But good weather, great food and the dialect of our former home enhanced this trip throughout. Meeting other well known people in theater was also an honour and left us feeling that this was the right thing to do and that the treasured family puppets are in good hands.

Old memories, fascinating new research

The 25th anniversary of reunification of Germany Oct 3, 2015 has brought back memories of how the East German post war communist government destroyed the successful touring Marionette Theatre Barthold, and confiscated everything, including the puppets. Waltraude (Barthold) Stehwien’s late father, Oskar Barthold, a puppeteer since the 1930s managed to ‘steal’ a few of the puppets of his own design, before escaping the dictatorship to West Germany. These puppets and the entire chronicles & manuscripts of a travelling puppeteer, ended up in the Stehwien collection here in Saskatoon.

Thanks to reunification, these puppets are now able to go home. Home to eastern Germany, where they performed regularly to high acclaim between 1947 and 1949.

Plays included old traditional legends of Dr. Faustus and the Magic Violin as part of the series for adults, and fairy tales like Rumpelstiltskin and the Magic Lantern for children.

This year, two puppet theater museums, one in Dresden (former East) and one in Munich (former West) are collaborating on a combined puppetry exhibit for 2016. Waltraude Stehwien has decided to make a donation of several puppets to the Dresden museum, as the interest in hers and her father’s story continues to grow. Theirs is a long story of the short lived travelling marionette theater under communist rule, plus the adventures of owning a successful hand puppet theater for many years before that. This smaller theater travelled throughout eastern Europe in the 1930s, and performed most often in central Germany and Austria.

These two marionettes from the play Dr. Faustus, one the happy 'Hans Wurst' and the other, the obviously very evil 'Die Pest' are the ones Oskar Barthold helped 'escape' confiscation.

Barthold marionettes sketched by Fritz Stehwien

Three remaining character heads from an innovative filming of puppet plays, produced while living in exile in Vienna 1942 to 1945, will also be accompanying the marionettes. It is also hoped, that the entire confiscated collection may one day resurface, and be reunited with the few puppets that managed to ‘escape’, when their home country was split in two after the war. Oskar Barthold escaped to West Germany, pretty much a broken man, like many other censored artists, but did not live to see either the fall of the wall, or reunification.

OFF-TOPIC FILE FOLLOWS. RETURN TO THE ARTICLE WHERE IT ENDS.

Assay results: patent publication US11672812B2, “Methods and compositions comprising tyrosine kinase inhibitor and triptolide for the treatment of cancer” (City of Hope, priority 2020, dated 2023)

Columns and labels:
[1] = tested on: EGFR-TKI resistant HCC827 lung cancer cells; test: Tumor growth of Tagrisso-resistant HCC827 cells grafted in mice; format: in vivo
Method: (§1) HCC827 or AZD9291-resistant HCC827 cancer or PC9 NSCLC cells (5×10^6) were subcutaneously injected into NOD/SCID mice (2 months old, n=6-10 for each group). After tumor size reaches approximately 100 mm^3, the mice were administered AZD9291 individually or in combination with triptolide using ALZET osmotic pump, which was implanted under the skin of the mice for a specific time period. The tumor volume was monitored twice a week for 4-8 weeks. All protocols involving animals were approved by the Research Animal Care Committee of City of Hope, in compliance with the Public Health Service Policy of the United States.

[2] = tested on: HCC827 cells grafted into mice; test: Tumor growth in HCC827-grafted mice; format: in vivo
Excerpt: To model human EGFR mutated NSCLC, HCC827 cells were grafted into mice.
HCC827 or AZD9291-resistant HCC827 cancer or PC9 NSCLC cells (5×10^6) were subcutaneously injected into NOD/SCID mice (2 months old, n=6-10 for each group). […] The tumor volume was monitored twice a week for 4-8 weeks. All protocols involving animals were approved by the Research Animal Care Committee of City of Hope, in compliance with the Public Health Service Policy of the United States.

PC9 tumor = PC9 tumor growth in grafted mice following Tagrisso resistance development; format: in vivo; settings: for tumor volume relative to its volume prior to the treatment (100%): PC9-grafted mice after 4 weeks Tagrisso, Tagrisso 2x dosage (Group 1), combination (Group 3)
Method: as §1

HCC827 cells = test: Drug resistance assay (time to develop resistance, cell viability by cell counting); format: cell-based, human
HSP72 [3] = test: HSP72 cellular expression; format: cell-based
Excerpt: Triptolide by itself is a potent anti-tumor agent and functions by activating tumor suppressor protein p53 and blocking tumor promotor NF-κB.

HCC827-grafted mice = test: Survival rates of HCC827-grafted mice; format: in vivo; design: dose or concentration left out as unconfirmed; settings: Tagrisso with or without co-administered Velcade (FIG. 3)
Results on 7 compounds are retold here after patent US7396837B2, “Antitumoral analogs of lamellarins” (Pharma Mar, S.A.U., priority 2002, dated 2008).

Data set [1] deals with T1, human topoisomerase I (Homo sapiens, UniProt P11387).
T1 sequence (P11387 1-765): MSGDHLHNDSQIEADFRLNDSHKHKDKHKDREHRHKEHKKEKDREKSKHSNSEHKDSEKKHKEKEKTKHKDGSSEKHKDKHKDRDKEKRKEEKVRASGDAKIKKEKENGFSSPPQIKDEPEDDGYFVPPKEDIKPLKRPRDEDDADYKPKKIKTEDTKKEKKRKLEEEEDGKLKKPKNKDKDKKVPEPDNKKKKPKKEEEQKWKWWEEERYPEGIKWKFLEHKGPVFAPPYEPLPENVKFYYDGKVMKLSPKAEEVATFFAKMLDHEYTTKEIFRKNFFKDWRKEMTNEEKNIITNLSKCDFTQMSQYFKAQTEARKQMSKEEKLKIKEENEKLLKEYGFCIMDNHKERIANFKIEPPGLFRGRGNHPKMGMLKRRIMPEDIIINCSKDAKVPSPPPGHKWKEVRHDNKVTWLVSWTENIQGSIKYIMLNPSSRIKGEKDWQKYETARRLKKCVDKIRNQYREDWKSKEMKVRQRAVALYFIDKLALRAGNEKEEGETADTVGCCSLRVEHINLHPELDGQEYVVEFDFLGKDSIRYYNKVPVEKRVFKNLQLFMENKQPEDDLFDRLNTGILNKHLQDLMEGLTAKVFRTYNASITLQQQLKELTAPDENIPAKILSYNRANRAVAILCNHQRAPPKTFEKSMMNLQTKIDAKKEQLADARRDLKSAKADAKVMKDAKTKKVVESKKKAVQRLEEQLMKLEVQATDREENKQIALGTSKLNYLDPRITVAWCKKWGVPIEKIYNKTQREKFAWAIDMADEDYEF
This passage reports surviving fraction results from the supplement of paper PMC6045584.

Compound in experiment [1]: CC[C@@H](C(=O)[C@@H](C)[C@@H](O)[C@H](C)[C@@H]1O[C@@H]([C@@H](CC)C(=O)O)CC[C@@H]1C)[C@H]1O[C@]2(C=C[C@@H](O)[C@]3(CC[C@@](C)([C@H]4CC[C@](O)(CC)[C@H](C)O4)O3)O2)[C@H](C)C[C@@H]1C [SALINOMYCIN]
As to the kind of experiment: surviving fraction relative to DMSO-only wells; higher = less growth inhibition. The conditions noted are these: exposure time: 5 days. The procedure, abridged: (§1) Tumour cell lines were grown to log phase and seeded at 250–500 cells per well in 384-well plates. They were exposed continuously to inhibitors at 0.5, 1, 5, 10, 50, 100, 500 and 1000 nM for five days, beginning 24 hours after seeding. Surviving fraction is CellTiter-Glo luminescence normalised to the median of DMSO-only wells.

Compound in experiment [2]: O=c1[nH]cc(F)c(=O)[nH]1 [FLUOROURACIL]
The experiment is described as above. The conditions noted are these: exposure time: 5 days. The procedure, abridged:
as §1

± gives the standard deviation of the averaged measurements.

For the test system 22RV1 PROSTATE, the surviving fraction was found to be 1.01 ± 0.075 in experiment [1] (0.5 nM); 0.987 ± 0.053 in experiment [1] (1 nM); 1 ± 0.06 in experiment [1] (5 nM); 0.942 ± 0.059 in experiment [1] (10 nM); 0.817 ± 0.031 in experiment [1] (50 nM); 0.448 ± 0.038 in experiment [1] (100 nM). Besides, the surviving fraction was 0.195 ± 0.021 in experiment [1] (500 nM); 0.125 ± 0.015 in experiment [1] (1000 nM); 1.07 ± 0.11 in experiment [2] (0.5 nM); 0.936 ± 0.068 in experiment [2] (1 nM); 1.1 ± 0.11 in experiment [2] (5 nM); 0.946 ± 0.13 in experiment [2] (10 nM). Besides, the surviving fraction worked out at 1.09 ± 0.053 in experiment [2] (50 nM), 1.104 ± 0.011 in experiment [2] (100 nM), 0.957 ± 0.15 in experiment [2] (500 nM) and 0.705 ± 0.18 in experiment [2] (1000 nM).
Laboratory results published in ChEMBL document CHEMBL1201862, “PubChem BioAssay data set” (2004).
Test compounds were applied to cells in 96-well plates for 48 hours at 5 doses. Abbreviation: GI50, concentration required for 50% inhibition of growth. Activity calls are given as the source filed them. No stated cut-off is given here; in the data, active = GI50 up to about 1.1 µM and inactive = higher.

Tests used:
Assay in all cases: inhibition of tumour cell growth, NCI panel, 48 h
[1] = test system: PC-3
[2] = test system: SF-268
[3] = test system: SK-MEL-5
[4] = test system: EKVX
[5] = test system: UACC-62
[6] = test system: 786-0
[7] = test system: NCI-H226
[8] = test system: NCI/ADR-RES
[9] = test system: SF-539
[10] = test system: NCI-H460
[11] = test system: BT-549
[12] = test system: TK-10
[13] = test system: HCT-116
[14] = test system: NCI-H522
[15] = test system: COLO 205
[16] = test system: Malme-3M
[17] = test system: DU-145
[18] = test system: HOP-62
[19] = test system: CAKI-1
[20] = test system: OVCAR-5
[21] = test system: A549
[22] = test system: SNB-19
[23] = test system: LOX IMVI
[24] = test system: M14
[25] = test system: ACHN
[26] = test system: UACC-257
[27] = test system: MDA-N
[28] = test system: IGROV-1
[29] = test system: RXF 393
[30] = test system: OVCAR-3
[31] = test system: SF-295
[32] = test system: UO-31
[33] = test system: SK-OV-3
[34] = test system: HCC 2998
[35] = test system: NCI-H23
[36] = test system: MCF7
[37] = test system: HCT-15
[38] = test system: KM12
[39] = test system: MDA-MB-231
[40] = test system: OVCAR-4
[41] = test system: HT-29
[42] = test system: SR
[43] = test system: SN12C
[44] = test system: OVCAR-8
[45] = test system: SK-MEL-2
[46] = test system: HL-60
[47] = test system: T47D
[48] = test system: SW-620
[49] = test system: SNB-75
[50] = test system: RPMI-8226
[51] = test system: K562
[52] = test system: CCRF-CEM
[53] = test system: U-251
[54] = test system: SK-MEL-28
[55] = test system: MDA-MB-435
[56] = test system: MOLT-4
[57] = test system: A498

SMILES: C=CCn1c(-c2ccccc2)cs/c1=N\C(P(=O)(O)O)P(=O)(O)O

Oskar Barthold  1904-1980

His legacy will live on however, and where better to preserve the puppets and tell their story, than in dedicated museums of puppetry in a unified Germany.

'In Black & White' Book Review 2014

The link to the review appears to have expired, so here it is directly:

In Black and White: A Stroll Through Canadian Landscapes is a book unlike any other I've encountered. It is a collection of scissorcuttings, also known as papercuttings, which are an art form with a history that traces all the way back to sixths century China. Using only black paper and negative space, Waltraude Stehwien creates evocative landscapes and cityscapes that are instantly recognizable to anyone who has travelled through Saskatchewan and Western Canada.

The only text in the book is the title of each piece, and the only colours are the simple black and white of Stehwien's artwork, but as you flip through each page, you can't help but feel there is a story here. There is also a depth and a kind of warmth that comes from Stehwien's work, and almost a sense of nostalgic serenity from the prairie scenes that are often devoid of people and wildlife. You can tell you are looking at something that took a lot of time and skill to create, and you can almost feel the chill winter wind, or hear the lone blackbird trilling as you take in the detail of her work.

Part art book, part journey, and part exploration of a dying craft, In Black and White is as stark as prairie winters, but feels much more like a homecoming to anyone who has spent time in Saskatchewan or along Canada's west coast. It is incredible to look at what Waltraude Stehwien can do with just black paper, a pair of scissors and a vision of Canadian landscapes.

Review by Jessica Bickford from SaskBooks, SPG Book Reviews, May 14, 2014